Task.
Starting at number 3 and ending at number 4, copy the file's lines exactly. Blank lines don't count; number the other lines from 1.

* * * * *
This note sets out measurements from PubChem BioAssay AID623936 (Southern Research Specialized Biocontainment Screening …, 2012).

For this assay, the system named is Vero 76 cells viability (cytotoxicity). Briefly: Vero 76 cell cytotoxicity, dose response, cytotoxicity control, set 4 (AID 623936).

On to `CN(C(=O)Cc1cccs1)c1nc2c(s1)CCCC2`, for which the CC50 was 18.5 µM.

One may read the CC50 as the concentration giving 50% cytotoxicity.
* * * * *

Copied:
On to `CN(C(=O)Cc1cccs1)c1nc2c(s1)CCCC2`, for which the CC50 was 18.5 µM.

One may read the CC50 as the concentration giving 50% cytotoxicity.